The D.C. Lottery Board, after a stormy day of continued conflict over the lucrative daily numbers game contract, voted yesterday to reject all three bids it received in January to operate the game--including the one it had already accepted--and said it intends to call for new bids.

Meanwhile, Lottery Technology Enterprises, the firm selected by the lottery board in March as the apparent contract winner, filed a $12 million damage suit in D.C. Superior Court, alleging improper conduct by top city officials, including the corporation counsel and all three of the city's deputy mayors, in pressuring the board to reverse its award.

The suit did not name Mayor Marion Barry as a defendant, but alleged that he urged lottery board members to award the contract to a rival bidder, Columbia Gaming Services Inc. Barry declined to comment directly on the suit last night, but said that no one in his administration favors any one firm. Columbia Gaming is also named as a defendant in the lawsuit.

Lawyers for Lottery Technology, in a separate court action, also asked the D.C. Court of Appeals to reverse a decision by Superior Court Judge Richard S. Salzman on Monday that allowed the board to take yesterday's action canceling the previous bids and asking for new ones. The Court of Appeals scheduled a hearing on this issue for noon on Friday.

In a contentious meeting, the lottery board rejected a forceful plea from board Chairman Brant Coopersmith to delay a decision on asking for new bids for at least two days to allow time for a new bid proposal to be drafted.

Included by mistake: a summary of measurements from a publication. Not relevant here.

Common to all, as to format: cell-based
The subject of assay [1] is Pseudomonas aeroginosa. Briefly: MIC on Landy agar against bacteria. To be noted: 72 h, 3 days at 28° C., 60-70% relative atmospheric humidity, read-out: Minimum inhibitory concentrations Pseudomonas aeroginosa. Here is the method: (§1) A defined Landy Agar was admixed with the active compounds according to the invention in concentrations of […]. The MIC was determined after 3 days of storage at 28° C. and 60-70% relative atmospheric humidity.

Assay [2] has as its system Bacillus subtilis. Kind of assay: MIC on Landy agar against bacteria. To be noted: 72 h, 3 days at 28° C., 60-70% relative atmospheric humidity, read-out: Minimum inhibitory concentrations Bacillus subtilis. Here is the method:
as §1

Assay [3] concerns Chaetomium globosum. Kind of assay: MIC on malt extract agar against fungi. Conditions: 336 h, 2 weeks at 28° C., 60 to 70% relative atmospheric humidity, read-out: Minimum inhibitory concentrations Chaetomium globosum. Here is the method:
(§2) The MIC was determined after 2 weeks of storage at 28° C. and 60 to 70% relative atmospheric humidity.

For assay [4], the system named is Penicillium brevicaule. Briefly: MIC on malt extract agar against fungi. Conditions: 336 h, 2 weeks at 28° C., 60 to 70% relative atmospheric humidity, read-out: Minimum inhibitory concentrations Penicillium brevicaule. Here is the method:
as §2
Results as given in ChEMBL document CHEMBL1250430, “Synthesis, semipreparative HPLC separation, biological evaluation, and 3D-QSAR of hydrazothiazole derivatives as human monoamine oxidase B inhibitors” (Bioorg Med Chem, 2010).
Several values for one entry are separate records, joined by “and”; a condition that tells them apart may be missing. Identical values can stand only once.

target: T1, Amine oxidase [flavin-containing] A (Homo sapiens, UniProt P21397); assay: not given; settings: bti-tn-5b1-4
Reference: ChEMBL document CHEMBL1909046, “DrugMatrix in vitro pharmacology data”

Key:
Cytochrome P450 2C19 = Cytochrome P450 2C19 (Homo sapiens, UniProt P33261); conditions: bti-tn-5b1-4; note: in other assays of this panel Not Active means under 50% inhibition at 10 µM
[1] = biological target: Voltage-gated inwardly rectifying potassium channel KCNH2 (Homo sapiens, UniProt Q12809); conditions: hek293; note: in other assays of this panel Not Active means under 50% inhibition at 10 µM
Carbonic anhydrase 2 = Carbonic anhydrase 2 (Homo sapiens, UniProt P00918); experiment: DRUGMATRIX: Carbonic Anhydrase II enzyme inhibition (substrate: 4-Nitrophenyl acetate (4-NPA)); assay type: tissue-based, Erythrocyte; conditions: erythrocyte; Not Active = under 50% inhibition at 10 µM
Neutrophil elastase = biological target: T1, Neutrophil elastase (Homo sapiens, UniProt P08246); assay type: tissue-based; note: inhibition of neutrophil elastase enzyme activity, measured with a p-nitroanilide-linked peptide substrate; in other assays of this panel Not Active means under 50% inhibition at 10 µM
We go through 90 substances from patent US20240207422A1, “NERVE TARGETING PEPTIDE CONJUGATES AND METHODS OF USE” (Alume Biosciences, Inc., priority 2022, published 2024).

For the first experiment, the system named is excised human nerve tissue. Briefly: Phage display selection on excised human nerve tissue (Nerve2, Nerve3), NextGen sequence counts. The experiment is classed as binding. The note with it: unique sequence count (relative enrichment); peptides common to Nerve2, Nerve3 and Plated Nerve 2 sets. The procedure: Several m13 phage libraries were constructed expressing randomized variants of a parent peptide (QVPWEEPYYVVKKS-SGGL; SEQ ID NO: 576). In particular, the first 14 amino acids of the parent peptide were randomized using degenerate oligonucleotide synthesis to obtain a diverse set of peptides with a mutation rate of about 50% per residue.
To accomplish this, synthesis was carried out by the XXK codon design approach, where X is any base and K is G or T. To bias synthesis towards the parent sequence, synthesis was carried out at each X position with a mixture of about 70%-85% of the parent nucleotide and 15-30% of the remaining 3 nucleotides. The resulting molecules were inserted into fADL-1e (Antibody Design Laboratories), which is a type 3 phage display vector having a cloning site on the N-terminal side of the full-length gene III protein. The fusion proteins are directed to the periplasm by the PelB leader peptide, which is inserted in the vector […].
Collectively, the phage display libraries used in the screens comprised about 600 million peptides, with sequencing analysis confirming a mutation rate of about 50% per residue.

The board then voted 3 to 2, with Coopersmith and board member Jerry Cooper dissenting, to cancel the old bids and ask for new ones.

In the midst of the meeting, Coopersmith talked by telephone with principal deputy corporation counsel Frederick Dorsey, and begged him to try to get Salzman to agree to the two-day delay. But Dorsey refused.

Coopersmith, who until last weekend had resisted strong pressure to reopen the bids--including threats to fire him--from Mayor Barry and his top aides, said in a press conference after the meeting that he feared the drafting of a formal bid proposal by the corporation counsel would take considerable time, further delaying the start of a daily numbers game.

The board's move to solicit new bids is expected to postpone the once-planned July 18 start of the game until at least sometime in October, according to city officials, and will cost the cash-strapped city government more than $7 million in anticipated revenues.

In the suit, Lottery Technology, a joint venture involving a Rhode Island-based computer firm and four relatively unknown D.C. minority-controlled firms, charged that D.C. Deputy Mayors Ivanhoe Donaldson, Alphonse G. Hill and Elijah Rogers and Corporation Counsel Judith W. Rogers "intentionally, willfully, maliciously and unlawfully" pressured the board "through the use of threats and deception" to cancel the contract award to Lottery Technology. The suit also charged that the officials favored the selection of Columbia Gaming, which submitted the most expensive bid to operate the game.

In the appeal, Lottery Technology charged that Salzman erred by not hearing evidence about the allegedly improper pressure on the lottery board before ruling that the board could again seek bids.

Meanwhile, five D.C. City Council members urged the lottery board to reject any new bids that involve firms that do business in South Africa.